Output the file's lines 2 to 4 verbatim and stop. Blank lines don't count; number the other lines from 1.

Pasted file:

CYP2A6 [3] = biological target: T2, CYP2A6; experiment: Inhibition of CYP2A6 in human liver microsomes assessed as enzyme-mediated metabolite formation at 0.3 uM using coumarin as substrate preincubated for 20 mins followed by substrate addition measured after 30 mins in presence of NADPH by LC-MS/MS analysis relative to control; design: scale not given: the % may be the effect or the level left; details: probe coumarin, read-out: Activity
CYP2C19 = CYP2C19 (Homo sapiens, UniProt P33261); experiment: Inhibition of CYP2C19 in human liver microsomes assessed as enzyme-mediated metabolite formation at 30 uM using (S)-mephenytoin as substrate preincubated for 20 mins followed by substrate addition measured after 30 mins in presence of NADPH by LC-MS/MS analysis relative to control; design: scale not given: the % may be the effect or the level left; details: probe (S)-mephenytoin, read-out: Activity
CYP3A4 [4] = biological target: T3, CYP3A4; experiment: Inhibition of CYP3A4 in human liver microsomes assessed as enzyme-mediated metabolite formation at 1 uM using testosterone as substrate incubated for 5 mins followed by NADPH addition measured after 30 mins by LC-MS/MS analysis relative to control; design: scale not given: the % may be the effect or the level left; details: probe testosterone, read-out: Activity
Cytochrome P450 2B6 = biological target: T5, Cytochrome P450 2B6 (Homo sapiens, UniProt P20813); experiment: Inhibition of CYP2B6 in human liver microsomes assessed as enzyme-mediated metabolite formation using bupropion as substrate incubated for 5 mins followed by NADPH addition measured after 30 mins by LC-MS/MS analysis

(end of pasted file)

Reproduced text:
CYP2C19 = CYP2C19 (Homo sapiens, UniProt P33261); experiment: Inhibition of CYP2C19 in human liver microsomes assessed as enzyme-mediated metabolite formation at 30 uM using (S)-mephenytoin as substrate preincubated for 20 mins followed by substrate addition measured after 30 mins in presence of NADPH by LC-MS/MS analysis relative to control; design: scale not given: the % may be the effect or the level left; details: probe (S)-mephenytoin, read-out: Activity
CYP3A4 [4] = biological target: T3, CYP3A4; experiment: Inhibition of CYP3A4 in human liver microsomes assessed as enzyme-mediated metabolite formation at 1 uM using testosterone as substrate incubated for 5 mins followed by NADPH addition measured after 30 mins by LC-MS/MS analysis relative to control; design: scale not given: the % may be the effect or the level left; details: probe testosterone, read-out: Activity
Cytochrome P450 2B6 = biological target: T5, Cytochrome P450 2B6 (Homo sapiens, UniProt P20813); experiment: Inhibition of CYP2B6 in human liver microsomes assessed as enzyme-mediated metabolite formation using bupropion as substrate incubated for 5 mins followed by NADPH addition measured after 30 mins by LC-MS/MS analysis